Meanings of Dying at Home for Chinese Patients in Taiwan With Terminal Cancer: A LITERATURE REVIEW


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Abstract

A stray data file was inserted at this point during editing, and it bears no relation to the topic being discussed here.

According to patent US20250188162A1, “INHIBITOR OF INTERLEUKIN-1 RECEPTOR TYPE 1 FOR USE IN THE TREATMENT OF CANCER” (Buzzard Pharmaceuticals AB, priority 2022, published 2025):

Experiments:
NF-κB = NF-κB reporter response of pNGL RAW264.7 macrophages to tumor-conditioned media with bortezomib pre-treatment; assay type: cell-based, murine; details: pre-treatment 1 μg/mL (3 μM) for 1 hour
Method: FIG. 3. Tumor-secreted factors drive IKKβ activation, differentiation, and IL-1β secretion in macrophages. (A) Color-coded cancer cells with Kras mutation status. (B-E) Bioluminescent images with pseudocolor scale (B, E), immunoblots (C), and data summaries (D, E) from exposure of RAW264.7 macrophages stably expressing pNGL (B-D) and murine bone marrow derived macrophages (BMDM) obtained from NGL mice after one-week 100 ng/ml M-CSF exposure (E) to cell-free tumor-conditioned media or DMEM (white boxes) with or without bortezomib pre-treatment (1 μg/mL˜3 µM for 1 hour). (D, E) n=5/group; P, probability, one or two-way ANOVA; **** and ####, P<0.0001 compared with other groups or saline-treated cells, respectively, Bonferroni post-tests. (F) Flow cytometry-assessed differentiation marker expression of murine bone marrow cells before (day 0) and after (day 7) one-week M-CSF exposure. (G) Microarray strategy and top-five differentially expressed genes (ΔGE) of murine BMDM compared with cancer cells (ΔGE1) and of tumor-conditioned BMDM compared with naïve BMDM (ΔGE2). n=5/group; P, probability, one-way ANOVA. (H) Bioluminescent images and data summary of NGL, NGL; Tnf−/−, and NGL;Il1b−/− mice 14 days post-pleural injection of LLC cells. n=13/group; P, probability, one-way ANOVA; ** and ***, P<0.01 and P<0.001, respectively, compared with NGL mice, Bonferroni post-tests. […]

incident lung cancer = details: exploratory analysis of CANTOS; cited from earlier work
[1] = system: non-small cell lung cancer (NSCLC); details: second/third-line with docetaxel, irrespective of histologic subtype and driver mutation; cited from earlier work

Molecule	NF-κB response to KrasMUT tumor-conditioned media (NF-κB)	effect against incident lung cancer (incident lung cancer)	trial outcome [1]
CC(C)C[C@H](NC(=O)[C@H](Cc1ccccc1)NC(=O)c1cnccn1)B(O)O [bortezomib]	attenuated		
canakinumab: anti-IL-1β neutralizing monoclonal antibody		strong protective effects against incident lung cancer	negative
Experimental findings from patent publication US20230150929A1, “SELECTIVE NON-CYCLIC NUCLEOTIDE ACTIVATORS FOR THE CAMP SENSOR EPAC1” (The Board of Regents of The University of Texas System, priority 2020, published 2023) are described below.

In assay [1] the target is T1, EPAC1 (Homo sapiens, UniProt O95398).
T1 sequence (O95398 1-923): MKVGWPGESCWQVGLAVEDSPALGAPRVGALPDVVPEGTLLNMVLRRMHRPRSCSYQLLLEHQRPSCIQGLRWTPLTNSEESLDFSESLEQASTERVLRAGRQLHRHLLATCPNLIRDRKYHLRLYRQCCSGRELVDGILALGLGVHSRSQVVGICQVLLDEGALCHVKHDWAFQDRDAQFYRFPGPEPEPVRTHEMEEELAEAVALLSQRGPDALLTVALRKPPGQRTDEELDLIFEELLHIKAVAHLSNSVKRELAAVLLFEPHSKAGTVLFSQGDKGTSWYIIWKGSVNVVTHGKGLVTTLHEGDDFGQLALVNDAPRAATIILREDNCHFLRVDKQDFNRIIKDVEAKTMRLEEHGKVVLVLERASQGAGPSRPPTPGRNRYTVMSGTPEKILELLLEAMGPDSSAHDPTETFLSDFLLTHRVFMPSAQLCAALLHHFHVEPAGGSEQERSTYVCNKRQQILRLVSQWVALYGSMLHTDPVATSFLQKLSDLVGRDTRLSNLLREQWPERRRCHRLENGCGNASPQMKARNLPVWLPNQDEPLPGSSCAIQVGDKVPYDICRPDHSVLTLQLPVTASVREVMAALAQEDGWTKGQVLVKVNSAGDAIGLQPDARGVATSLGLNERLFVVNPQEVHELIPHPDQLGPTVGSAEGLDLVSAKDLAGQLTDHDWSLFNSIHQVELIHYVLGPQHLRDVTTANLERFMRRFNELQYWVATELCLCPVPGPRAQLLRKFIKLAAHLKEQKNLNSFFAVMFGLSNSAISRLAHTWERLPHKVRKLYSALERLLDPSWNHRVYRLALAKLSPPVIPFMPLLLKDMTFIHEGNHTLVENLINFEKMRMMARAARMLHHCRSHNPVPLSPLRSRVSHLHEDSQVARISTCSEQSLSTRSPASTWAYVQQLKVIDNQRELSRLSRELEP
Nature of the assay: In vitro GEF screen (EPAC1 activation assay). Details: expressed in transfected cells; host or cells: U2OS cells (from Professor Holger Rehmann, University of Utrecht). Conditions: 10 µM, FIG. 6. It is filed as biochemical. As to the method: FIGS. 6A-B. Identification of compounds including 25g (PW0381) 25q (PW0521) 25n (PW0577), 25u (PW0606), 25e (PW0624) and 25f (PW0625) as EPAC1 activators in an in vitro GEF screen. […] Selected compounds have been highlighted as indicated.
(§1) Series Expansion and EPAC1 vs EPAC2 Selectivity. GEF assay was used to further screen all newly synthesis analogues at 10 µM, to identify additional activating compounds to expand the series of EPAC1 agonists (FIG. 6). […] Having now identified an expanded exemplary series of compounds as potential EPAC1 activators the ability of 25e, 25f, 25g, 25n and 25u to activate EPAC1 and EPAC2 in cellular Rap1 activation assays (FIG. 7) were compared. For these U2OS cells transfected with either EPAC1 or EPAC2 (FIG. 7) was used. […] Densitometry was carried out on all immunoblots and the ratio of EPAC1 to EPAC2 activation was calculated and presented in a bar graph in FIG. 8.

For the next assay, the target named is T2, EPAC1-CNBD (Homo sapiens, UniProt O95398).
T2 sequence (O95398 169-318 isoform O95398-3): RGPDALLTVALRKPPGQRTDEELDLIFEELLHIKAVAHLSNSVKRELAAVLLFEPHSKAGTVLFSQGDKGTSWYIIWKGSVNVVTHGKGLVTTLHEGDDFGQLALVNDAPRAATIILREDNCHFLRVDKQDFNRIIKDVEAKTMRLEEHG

To maintain dignity, patients with terminal cancer must be able to do things in their own way, to make their own decisions, and to preside over their own dying. Among the tasks considered essential for patients with terminal cancer is deciding where they prefer to die. The actual place of death has been recognized in hospice care as indicating quality of care. Approximately two-thirds of patients with cancer, when asked about the preferred place of death, say they wish to die in their own homes. Patients with terminal cancer dying at home may find physical and emotional comfort there. Home is a place where people may feel safety and a sense of belonging. In dying at home, patients with terminal cancer also may have a greater chance to control their environment, more autonomy and privacy, and a sense of normality. In this article, special cultural meaning of dying at home for the Chinese patient and the family is reviewed. It is essential for health care professionals to understand Chinese cultural beliefs and values related to dying at home in order to provide culturally sensitive care for Chinese dying patients and their families and to enhance their sense of control over the unknown process of dying.

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